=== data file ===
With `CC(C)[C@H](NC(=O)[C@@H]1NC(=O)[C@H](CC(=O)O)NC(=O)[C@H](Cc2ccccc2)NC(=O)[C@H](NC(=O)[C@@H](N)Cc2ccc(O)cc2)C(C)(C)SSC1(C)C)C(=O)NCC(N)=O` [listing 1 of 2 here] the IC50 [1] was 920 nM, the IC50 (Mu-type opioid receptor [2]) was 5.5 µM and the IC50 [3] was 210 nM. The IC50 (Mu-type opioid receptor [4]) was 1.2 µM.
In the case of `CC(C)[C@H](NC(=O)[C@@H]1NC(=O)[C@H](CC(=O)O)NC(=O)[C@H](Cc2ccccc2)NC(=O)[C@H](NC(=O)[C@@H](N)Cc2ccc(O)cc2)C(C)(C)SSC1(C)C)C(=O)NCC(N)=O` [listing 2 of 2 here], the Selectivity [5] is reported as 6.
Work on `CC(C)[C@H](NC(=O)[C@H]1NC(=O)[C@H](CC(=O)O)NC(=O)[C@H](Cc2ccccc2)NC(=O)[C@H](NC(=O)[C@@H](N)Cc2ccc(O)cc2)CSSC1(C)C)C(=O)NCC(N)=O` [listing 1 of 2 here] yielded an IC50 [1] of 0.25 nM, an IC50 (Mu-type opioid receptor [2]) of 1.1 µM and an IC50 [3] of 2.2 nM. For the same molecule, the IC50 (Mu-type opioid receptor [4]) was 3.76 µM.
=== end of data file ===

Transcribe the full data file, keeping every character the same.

With `CC(C)[C@H](NC(=O)[C@@H]1NC(=O)[C@H](CC(=O)O)NC(=O)[C@H](Cc2ccccc2)NC(=O)[C@H](NC(=O)[C@@H](N)Cc2ccc(O)cc2)C(C)(C)SSC1(C)C)C(=O)NCC(N)=O` [listing 1 of 2 here] the IC50 [1] was 920 nM, the IC50 (Mu-type opioid receptor [2]) was 5.5 µM and the IC50 [3] was 210 nM. The IC50 (Mu-type opioid receptor [4]) was 1.2 µM.
In the case of `CC(C)[C@H](NC(=O)[C@@H]1NC(=O)[C@H](CC(=O)O)NC(=O)[C@H](Cc2ccccc2)NC(=O)[C@H](NC(=O)[C@@H](N)Cc2ccc(O)cc2)C(C)(C)SSC1(C)C)C(=O)NCC(N)=O` [listing 2 of 2 here], the Selectivity [5] is reported as 6.
Work on `CC(C)[C@H](NC(=O)[C@H]1NC(=O)[C@H](CC(=O)O)NC(=O)[C@H](Cc2ccccc2)NC(=O)[C@H](NC(=O)[C@@H](N)Cc2ccc(O)cc2)CSSC1(C)C)C(=O)NCC(N)=O` [listing 1 of 2 here] yielded an IC50 [1] of 0.25 nM, an IC50 (Mu-type opioid receptor [2]) of 1.1 µM and an IC50 [3] of 2.2 nM. For the same molecule, the IC50 (Mu-type opioid receptor [4]) was 3.76 µM.